DM would seem to provide the lion share of entropy "inside" the universe. This based on estimates of super massive black hole mass and refinements of the Hubble constant. On a grander scale however, all of the universes internal entropy is dwarfed by the entropy of a growing horizon of expansion as evidenced by dissipation of the CMBR.
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  #20  
Old 04-08-2010, 06:26 PM
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How does internal entropy differ from the entropy involved in the growing horizon? Isnt the jar just getting bigger?

Im no physicist, just a philosophy student with a penguin dictionairy of physics and a very basic comprehension of astronomy and quantum-physics, so if it takes too long to explain then nevermind but arent black-holes a bit of a problem to entropy?

As to the topic of this thread; the rules concerning evolution and those concerning entropy are not really comparable. Though do inhabit the same body of rules known as this universe they do not operate on the same scale. The particles involved differ too much in size.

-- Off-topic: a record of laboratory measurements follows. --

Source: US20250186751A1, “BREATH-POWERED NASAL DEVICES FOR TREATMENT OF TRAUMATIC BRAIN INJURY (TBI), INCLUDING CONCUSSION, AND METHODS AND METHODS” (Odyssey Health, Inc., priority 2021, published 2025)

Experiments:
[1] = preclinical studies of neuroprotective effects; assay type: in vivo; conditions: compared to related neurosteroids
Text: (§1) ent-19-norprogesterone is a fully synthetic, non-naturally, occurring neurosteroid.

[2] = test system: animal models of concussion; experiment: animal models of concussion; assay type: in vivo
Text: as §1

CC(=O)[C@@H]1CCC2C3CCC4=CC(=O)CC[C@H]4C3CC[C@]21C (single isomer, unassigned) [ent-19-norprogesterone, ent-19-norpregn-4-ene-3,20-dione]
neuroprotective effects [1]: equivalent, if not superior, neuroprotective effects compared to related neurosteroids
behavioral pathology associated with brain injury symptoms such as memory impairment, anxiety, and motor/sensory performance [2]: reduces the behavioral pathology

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  #21  
Old 04-08-2010, 11:36 PM
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Originally Posted by G O R T View Post
The wording is a bit off but you have the right idea. The Suns energy lowers entropy here on the Earth by warming it and driving chemical energy storage in plants. Overall, the Sun slowly loses its potential energy so the entropy of the Earth/Sun system is still going up.
Isn't the key that the sun supplies the biosphere with "order" (low entropy) and not just "energy"? After all, all the energy the earth receives from the sun is radiated back out into space in a disordered form. The biosphere strips the order from the suns energy and uses it to order matter into cells and bodies etc.
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  #22  
Old 04-08-2010, 11:38 PM
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Also, where did the low entropy in the sun's energy come from in the first place?
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  #23  
Old 04-08-2010, 11:49 PM
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Oh and btw, i think the best way of viewing the phenomenon life is as the emergence of design from order.
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  #24